# JUNE-JULY 2018 Nov-Dec 2017 - Copy - Page 86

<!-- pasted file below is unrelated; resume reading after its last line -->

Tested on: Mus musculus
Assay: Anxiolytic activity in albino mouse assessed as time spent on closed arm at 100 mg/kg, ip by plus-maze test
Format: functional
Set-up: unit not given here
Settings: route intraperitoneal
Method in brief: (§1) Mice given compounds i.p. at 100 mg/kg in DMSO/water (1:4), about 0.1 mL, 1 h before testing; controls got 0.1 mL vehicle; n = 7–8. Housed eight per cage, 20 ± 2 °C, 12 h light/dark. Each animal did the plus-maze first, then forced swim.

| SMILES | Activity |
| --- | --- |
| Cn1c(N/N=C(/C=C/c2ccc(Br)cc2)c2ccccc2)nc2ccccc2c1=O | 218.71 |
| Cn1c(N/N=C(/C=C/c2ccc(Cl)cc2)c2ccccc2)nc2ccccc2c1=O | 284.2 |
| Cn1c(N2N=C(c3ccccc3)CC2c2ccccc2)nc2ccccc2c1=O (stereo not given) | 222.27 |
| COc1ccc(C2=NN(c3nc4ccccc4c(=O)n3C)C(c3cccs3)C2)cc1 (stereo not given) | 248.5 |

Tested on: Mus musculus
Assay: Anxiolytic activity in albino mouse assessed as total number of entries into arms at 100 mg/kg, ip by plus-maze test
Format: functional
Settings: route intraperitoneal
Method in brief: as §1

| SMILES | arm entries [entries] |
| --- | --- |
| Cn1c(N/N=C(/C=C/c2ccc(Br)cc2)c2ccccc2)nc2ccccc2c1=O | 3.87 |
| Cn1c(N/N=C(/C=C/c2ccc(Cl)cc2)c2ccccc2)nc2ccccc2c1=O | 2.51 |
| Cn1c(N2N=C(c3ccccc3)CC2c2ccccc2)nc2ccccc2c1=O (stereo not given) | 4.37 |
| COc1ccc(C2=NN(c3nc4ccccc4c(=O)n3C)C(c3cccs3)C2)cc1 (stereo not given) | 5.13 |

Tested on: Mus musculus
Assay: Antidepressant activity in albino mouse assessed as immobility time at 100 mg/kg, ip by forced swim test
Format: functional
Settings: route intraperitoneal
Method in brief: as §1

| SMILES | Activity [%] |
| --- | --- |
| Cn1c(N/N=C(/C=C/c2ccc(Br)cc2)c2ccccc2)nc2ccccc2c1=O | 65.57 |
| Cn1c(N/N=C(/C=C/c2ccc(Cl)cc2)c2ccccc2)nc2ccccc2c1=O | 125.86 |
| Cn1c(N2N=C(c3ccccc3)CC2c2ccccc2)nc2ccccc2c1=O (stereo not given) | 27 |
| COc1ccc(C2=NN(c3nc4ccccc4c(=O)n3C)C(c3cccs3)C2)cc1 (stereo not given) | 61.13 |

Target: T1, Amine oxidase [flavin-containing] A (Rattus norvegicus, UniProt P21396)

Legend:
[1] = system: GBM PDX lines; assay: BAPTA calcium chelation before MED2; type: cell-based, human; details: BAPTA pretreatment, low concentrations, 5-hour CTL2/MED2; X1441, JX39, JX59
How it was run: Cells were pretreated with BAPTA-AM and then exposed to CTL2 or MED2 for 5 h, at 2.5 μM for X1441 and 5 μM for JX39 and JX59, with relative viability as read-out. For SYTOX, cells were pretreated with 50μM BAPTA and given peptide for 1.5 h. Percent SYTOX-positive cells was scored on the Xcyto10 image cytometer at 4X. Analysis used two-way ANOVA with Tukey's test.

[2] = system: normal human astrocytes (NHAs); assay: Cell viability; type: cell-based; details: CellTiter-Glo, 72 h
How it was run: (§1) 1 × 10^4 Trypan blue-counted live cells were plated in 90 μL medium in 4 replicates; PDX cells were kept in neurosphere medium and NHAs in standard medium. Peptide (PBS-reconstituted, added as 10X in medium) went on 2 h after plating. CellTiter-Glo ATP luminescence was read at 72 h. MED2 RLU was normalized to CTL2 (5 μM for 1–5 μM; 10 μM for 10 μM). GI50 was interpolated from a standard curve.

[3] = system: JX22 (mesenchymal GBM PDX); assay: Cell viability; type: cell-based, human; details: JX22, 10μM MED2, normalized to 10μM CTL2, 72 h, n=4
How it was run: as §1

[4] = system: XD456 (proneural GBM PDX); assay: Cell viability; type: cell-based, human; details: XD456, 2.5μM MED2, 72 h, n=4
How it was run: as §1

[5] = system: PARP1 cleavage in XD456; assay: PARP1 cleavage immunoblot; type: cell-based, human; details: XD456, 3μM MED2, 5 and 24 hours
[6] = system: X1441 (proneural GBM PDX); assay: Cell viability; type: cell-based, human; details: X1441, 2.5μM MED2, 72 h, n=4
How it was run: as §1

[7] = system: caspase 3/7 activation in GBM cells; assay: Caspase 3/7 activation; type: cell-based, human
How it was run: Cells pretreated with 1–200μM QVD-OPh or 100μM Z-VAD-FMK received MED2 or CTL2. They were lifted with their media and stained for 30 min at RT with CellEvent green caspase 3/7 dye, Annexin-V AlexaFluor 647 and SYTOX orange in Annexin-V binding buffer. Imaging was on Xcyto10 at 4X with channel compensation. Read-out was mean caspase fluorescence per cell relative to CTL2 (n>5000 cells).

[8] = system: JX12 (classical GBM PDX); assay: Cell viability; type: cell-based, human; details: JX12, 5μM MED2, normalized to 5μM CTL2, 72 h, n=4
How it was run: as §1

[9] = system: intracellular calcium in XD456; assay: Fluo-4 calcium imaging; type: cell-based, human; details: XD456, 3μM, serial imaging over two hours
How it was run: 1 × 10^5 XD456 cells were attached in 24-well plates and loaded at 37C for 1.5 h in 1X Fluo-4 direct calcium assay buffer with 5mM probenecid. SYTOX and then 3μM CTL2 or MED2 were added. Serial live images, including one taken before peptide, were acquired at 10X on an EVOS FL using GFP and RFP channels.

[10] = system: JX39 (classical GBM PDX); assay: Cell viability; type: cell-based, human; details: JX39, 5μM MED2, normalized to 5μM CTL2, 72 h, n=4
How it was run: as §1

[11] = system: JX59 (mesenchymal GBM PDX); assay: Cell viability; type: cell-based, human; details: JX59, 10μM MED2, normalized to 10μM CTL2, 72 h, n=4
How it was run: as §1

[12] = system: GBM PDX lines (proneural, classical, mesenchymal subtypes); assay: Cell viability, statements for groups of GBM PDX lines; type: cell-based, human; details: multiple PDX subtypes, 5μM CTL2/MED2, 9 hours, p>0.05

BOOK IN SERIES Linear Resistances in Parallel: Figure 1.9 shows three electrical resistors in parallel and three hydraulic lines in parallel. Equations 1.7 and 1.8 show how to calculate the equivalent resistance in both cases. The calculation in both cases is based on the following two facts:  The effort variable across the resistive elements in parallel is the same.  The total flow variable equals the sum of the flow variables through each element in parallel.  ∆ ∆ ∆ ∆      ⇒   .                            ∆ ∆ ∆ ∆                  ⇒   .               Fig. 1.9 - Linear Resistances in Parallel 86 Nonlinear Hydraulic Resistances: When a hydraulic valve performs its control function, fluid flow through the valve is accompanied by a pressure drop. Valve manufacturers express the resistivity of a hydraulic valve by a term called Valve Coefficient. Equation 1.9 shows the nonlinearity between the differential pressure ∆ p across the valve and the flow rate Q of hydraulic fluid that has a specific gravity SG. A large valve coefficient means the valve passes a large flow for small pressure drop. www.ghmediabusiness.com